'This is The Lost Ones' podcast #2 - 'Anakie, a living museum'

In our second of occasional podcasts for This is The Lost Ones, we speak with the prolific artist Rosalind Lawson as she describes her inspiration and her muse - Anakie Gorge in the Brisbane Ranges. This fragile piece of wilderness has inspired the creation of her latest exhibition Anakie Gorge - a Living Museum (June 24 - July 10, 2016). Rosalind Lawson has been keenly interested in the natural, cultural and environmental themes of the central and southern regions of Victoria for nearly two decades and has expressed these themes through painting, drawing and as a papermaker and paper artist. In this, her latest solo exhibition, Rosalind focuses her attention on the Brisbane Ranges landmark. Anakie Gorge was formed 500 million years ago when violent eruptions under the sea forced the watery sediment into a new configuration. For thousands of years the Wathaurong people occupied this area, but with European colonisation and the demand for water from the Geelong settlements, three thousand hectares of the Brisbane Ranges were claimed as a catchment area and dammed to support the growing population. Today Anakie Gorge stands as a geographic record of the movement of water, both natural and engineered. Rosalind derives unending inspiration from this weathered landscape. In ‘Anakie Gorge: A Living Museum’ Rosalind has produced a series of works that express the tension between natural forces and human intervention.  Rosalind's exhibition was opened on Saturday 25th June by local poet, Barry Breen. Music was provided by the Ballarat U3A Celtic Band.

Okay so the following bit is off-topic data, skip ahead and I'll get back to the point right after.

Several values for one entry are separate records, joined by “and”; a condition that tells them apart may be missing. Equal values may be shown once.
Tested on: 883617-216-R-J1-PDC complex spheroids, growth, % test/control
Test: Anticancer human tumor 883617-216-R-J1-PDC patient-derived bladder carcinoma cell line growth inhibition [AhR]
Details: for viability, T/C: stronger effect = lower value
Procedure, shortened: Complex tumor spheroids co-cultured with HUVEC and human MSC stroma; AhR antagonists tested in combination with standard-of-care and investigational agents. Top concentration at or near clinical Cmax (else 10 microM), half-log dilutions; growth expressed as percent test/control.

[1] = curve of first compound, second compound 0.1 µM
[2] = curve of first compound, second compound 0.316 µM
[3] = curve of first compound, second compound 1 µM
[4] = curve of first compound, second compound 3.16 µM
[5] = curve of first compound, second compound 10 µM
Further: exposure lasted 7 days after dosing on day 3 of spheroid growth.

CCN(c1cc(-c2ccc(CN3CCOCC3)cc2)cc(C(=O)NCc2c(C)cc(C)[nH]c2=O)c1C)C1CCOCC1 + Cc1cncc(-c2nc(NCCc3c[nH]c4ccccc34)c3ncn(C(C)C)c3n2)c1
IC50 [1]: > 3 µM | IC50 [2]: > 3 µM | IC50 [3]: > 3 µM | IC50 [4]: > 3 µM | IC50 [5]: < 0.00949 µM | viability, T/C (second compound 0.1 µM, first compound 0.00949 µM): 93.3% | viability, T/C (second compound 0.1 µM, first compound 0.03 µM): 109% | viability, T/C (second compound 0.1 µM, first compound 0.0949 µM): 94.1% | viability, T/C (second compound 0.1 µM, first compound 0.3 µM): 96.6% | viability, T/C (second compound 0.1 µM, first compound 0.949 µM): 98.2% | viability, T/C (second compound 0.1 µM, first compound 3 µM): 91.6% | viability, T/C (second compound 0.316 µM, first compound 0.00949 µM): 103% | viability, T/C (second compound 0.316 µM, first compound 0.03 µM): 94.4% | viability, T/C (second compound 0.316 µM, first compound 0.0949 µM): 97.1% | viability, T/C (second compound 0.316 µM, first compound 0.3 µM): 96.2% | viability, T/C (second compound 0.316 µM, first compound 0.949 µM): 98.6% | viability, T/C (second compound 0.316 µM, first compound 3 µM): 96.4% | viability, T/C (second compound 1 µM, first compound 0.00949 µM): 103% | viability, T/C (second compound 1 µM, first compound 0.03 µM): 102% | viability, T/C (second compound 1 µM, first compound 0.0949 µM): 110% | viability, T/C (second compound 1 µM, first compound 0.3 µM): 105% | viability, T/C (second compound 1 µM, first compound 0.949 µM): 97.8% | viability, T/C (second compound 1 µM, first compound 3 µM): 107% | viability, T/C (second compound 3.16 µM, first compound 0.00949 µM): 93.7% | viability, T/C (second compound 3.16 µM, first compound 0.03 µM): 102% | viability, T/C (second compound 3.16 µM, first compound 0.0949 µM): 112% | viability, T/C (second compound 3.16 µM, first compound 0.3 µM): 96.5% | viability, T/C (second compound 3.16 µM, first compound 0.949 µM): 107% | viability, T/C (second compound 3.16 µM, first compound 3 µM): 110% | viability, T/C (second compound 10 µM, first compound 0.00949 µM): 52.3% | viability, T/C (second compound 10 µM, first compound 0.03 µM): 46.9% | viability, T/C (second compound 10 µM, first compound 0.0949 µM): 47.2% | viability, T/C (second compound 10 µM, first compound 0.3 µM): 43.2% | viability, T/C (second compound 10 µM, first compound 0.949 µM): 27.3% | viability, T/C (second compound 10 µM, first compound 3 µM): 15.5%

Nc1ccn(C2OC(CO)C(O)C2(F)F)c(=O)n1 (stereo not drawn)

Anakie Gorge, a living museum, shown at The Lost Ones Gallery
Tara PooleComment